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Friday August 25th, 2023 at The Warwick in Kansas City, MO
The Creepy Jingles, Killer City, Thick and the Foolish, & The Fur and the Fang

The Warwick isn't a place for rock concerts. At least it hasn't been. In 1914 it was a thousand-seat movie theatre. Since 1953, it's been everything but. Today it's owned by Metropolitan Ensemble Theatre who uses the 18,000 square foot room for live theatre and special events. And since this summer, the group has chosen to add two or three live rock concerts each month. It was August before I finally poked my head in for a four-band Friday night bill. $10. 7:00 doors. Show time? Well, that was the question. When I showed up at 7:50 I was told by the doorperson that I had missed the first few songs.

After making my way through the decorated lobby, I passed through the heavy red velvet curtains into the large open space that once housed the theatre. A duo version of The Fur and the Fang were on stage – or rather on the large ornate carpet that served as the stage. On three sides of the band there were tiered risers mostly consisting of repurposed church pews, padded, but with torn seat covers. Twenty fans watched the twosome consisting of Zach Hodson and Valerie Schurman. Both sing, with Hodson also contributing acoustic guitar and Schurman adding a host of accent instruments like rain sticks, recorder, and accordion. Hodson was friendly with the crowd, explaining the band is a collective that often performs as a seven-piece, but nearly any number between two and seven was possible. I listened as the duo's songs drifted between coffee shop sincerity and spooky folk – a sound the band describes as campfire acoustic singalong. But the audience was quiet, leaving only Hodson and Schurman to do the singing. Sometimes it was just one or the other, sometimes they blended voices, and sometimes sang in sweet harmony. Songs could have come from anywhere, though a few were pulled from the two digital EPs the band has released this year. I made a mental note to give them a listen when I got home.

The Fur and the Fang were last minute substitutes. Seventh Sunrise were supposed to play but were forced to cancel. Maybe it was COVID. Everyone seems to have that again. As I understand it, the band is a sort of Southern, rootsy rock band colored with some psych. The Fur and the Fang's campfire acoustic singalong brought some of that vibe, so it was probably a fair trade. Between acts I went looking for a water. It was hot in the theatre. Its air conditioning has been either busted or underpowered all summer. There wasn't a jug or pitcher, but bottled water could be purchased at the bar in the lobby for $3.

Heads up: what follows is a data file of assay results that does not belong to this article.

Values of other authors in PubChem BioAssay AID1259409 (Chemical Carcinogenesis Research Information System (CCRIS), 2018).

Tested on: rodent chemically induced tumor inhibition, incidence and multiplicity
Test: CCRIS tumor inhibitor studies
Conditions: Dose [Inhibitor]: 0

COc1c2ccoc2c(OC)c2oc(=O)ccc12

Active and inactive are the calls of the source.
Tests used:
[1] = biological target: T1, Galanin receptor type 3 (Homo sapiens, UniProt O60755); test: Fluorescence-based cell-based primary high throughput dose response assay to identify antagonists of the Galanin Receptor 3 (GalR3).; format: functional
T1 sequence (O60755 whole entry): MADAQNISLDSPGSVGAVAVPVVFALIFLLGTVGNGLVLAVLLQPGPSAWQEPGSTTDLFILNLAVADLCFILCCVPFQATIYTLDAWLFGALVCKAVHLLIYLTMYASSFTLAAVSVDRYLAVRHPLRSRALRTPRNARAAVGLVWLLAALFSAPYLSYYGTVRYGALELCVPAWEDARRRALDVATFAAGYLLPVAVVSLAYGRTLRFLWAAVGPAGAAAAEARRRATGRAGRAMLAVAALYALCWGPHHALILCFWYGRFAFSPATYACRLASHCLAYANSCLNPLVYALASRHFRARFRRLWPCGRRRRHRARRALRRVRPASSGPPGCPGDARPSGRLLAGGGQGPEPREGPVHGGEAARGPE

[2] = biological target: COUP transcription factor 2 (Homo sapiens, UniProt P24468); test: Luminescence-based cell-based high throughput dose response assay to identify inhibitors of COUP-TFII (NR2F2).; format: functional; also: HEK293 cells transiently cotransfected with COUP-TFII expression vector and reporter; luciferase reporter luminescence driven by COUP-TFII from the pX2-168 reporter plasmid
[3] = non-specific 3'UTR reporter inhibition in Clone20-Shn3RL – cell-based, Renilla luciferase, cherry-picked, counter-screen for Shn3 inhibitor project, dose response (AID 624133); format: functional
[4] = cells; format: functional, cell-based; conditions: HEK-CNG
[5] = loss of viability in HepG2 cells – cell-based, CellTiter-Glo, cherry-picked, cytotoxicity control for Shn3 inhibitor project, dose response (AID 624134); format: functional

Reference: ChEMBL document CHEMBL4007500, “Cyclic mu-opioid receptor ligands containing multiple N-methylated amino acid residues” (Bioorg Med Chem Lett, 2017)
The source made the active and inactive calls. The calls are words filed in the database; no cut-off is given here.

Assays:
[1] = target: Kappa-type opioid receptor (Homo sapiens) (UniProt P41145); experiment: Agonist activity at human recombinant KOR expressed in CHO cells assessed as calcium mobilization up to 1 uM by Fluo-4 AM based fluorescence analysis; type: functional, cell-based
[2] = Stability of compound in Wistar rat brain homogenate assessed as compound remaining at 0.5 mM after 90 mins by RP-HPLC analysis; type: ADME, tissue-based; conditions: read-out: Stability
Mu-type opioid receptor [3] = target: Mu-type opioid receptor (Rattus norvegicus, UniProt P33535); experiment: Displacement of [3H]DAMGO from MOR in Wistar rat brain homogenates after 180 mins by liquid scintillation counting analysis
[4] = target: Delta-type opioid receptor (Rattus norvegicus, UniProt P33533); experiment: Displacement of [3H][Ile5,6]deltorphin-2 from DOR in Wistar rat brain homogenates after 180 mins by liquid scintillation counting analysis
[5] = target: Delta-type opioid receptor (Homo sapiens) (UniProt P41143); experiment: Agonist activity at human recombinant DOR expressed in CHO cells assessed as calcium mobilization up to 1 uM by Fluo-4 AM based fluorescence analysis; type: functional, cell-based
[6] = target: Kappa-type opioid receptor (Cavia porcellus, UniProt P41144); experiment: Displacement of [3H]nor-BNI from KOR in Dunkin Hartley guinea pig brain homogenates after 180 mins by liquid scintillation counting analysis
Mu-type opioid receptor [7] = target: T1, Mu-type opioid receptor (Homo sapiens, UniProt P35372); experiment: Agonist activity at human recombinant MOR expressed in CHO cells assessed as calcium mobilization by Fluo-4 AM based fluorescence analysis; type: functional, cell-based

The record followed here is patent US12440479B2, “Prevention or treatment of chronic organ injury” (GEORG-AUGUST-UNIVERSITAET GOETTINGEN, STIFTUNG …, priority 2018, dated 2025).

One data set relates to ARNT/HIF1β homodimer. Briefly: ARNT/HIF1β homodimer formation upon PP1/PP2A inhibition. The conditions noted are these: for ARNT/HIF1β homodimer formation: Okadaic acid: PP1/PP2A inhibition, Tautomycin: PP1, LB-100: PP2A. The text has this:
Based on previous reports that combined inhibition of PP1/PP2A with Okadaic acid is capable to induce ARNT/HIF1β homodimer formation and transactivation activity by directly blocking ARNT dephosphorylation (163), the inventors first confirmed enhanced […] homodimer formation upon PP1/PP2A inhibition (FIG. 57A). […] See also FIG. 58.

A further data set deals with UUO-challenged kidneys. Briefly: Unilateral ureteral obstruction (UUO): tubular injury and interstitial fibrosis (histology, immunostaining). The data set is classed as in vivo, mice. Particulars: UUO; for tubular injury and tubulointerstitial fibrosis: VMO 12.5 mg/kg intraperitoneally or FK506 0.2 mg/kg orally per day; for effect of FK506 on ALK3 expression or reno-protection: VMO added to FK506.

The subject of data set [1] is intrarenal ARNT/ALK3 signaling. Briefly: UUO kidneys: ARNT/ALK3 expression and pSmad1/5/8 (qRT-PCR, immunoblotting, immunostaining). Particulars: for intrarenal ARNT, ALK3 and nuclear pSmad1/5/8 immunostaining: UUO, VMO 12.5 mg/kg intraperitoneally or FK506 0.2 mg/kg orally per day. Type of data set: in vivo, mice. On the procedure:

At 8:30 the next band in the all-local bill began. Thick and the Foolish is the project of stalwart singer/guitarist Tim Mohn and keyboardist/vocalist Matt Kosinski with bassist Gavin Mac and drummer Verlan Deemy completing the current lineup. Previous versions of the band have been playing (occasionally) since 2012. The band has assimilated its influences into a dark and vaguely psych rock. I don't know if the band would fault me if I said I heard hints of everyone from The Doors to INXS to Pink Floyd in its sound. If I were a band, and someone said that about us, I'd probably be insulted – at least until I thought about the loose and druggy spaces each left for atmosphere. Mohn's electric guitar was loaded with effects, and when Kosinski shifted to guitar, he matched the tonal wizardry. Mohn's voice was big and raspy. Professional and assured. The sort that knows what it does well, and then does precisely that thing. Kosinski's auxiliary vocals were more insistent, yet still worked well when overlapping with Mohn's. The funky bass work of Mac added a bit more impulse, keeping the band's songs from spinning off on a peyote trip. I'm not sure if the band has ever released anything, but I understand the set was a mix of new songs and older songs reworked for the current direction. The sprawling final number was an old one, reapportioned with a big hook. Maybe now, eleven years past its debut, is the right time for the band to immortalize its art.